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Using extension syntax I'm trying to create a left-join using LINQ on two lists that I have. The following is from the Microsoft help but I've modified it to show that the pets list has no elements. What I'm ending up with is a list of 0 elements. I assume that this is because an inner-join is taking place. What I want to end up with is a list of 3 elements (the 3 Person objects) with null data filled in for the missing elements. i.e. a Left-Join. Is this possible?

Person magnus = new Person { Name = "Hedlund, Magnus" };
Person terry = new Person { Name = "Adams, Terry" };
Person charlotte = new Person { Name = "Weiss, Charlotte" };

//Pet barley = new Pet { Name = "Barley", Owner = terry };
//Pet boots = new Pet { Name = "Boots", Owner = terry };
//Pet whiskers = new Pet { Name = "Whiskers", Owner = charlotte };
//Pet daisy = new Pet { Name = "Daisy", Owner = magnus };

List<Person> people = new List<Person> { magnus, terry, charlotte };
//List<Pet> pets = new List<Pet> { barley, boots, whiskers, daisy };
List<Pet> pets = new List<Pet>();

// Create a list of Person-Pet pairs where 
// each element is an anonymous type that contains a
// Pet's name and the name of the Person that owns the Pet.
var query =
    people.Join(pets,
                person => person,
                pet => pet.Owner,
                (person, pet) =>
                    new { OwnerName = person.Name, Pet = pet.Name }).ToList();
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5 Answers

up vote 66 down vote accepted

I think if you want to use extension methods you need to use the GroupJoin

var query =
    people.GroupJoin(pets,
                     person => person,
                     pet => pet.Owner,
                     (person, petCollection) =>
                        new { OwnerName = person.Name,
                              Pet = PetCollection.Select( p => p.Name )
                                                 .DefaultIfEmpty() }
                    ).ToList();

You may have to play around with the selection expression. I'm not sure it would give you want you want in the case where you have a 1-to-many relationship.

I think it's a little easier with the LINQ syntax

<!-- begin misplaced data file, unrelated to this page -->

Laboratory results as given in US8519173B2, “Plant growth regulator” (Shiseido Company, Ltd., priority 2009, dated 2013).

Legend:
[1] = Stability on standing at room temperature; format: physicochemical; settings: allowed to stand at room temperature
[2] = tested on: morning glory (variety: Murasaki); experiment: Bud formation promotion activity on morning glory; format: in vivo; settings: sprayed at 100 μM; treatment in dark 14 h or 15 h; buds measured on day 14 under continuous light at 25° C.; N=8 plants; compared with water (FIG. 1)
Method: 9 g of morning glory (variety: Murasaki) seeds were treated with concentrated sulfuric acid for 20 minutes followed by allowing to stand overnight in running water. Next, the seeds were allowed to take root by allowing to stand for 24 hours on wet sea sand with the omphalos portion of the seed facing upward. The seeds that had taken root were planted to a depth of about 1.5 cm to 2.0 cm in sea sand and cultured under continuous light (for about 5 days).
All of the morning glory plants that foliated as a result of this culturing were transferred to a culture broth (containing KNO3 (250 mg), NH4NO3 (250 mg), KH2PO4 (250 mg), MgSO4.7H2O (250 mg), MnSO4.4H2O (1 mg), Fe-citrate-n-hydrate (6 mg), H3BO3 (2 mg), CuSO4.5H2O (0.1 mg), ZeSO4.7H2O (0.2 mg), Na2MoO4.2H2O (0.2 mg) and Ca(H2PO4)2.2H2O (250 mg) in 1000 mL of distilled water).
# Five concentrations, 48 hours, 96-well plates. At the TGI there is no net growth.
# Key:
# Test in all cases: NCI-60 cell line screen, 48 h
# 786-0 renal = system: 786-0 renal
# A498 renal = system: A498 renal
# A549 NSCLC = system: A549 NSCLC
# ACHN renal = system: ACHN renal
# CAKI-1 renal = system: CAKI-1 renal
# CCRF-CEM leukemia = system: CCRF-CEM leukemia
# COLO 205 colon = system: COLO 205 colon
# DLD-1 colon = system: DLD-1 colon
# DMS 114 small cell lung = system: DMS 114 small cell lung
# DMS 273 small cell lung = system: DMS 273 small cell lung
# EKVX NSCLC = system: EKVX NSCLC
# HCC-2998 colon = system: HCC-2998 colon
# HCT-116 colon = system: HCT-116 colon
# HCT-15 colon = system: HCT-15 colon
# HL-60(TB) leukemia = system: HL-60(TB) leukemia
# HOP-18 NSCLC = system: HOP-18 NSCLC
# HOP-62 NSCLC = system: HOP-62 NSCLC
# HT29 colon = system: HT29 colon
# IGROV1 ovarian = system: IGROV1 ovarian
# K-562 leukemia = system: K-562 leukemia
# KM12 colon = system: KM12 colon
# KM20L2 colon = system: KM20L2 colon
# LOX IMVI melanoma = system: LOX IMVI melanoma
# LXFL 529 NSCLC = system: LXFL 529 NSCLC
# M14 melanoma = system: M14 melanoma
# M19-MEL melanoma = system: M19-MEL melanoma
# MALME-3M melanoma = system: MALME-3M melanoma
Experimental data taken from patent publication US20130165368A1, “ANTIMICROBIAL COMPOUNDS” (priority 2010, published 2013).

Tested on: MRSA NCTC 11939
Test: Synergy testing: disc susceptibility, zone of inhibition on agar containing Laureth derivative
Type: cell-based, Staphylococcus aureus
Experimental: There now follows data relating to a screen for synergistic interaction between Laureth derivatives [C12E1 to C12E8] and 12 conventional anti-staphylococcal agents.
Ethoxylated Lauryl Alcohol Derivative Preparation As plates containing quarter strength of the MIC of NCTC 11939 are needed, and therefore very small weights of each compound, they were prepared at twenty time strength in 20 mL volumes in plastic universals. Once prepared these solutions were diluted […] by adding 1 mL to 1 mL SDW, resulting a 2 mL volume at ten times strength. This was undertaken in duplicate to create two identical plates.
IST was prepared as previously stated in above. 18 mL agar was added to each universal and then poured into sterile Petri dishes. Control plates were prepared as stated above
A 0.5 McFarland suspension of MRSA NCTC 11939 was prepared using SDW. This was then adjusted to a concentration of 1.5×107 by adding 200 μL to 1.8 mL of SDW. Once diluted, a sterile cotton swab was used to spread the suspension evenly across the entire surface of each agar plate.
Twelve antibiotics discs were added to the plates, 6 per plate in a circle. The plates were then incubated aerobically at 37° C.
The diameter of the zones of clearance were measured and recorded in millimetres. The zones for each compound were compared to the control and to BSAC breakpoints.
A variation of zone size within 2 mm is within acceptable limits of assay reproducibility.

var query = (from person in context.People
             join pet in context.Pets on person equals pet.Owner
             into tempPets
             from pets in tempPets.DefaultIfEmpty()
             select new { OwnerName = person.Name, Pet = pets.Name })
            .ToList();
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wohoo :) Exactly what I was looking for! –  Ekaterina Oct 30 '09 at 10:18
    
I did not know you could get .ToList() by putting brackets around the query method, thanks! –  Haroon Feb 1 '12 at 12:22
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Left joins in LINQ are possible with the DefaultIfEmpty() method. I don't have the exact syntax for your case though...

Actually I think if you just change pets to pets.DefaultIfEmpty() in the query it might work...

EDIT: I really shouldn't answer things when its late...

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You need to get the joined objects into a set and then apply DefaultIfEmpty as JPunyon said:

Person magnus = new Person { Name = "Hedlund, Magnus" };
Person terry = new Person { Name = "Adams, Terry" };
Person charlotte = new Person { Name = "Weiss, Charlotte" };

Pet barley = new Pet { Name = "Barley", Owner = terry };
List<Person> people = new List<Person> { magnus, terry, charlotte };
List<Pet> pets = new List<Pet>{barley};

var results =
    from person in people
    join pet in pets on person.Name equals pet.Owner.Name into ownedPets
    from ownedPet in ownedPets.DefaultIfEmpty(new Pet())
    orderby person.Name
    select new { OwnerName = person.Name, ownedPet.Name };


foreach (var item in results)
{
    Console.WriteLine(
        String.Format("{0,-25} has {1}", item.OwnerName, item.Name ) );
}

Outputs:

Adams, Terry              has Barley
Hedlund, Magnus           has
Weiss, Charlotte          has
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Thanks Gishu - very useful info. –  Guy Feb 8 '09 at 21:55
    
I think you could replace the 2 lines: join pet... and from ownedPet... with the single line: from pet in pets.Where(x => person.Name == x.Owner.Name).DefaultIfEmpty() –  Jim Rhodes Jan 6 '13 at 3:06
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Here's a good blog post that's just been posted by Fabrice (author of LINQ in Action) which covers the material in the question that I asked. I'm putting it here for reference as readers of the question will find this useful.

Converting LINQ queries from query syntax to method/operator syntax

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I the following error message when faced this same problem:

The type of one of the expressions in the join clause is incorrect. Type inference failed in the call to 'GroupJoin'.

Solved when I used the same property name, it worked.

(...)

join enderecoST in db.PessoaEnderecos on 
    new 
      {  
         CD_PESSOA          = nf.CD_PESSOA_ST, 
         CD_ENDERECO_PESSOA = nf.CD_ENDERECO_PESSOA_ST 
      } equals 
    new 
    { 
         enderecoST.CD_PESSOA, 
         enderecoST.CD_ENDERECO_PESSOA 
    } into eST

(...)

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+1 for this. I sat staring at my code for 15 minutes, trying to understand why 2 anonymous classes with the same types weren't the same. Then I added explicit property names... –  drdwilcox Dec 23 '11 at 19:09
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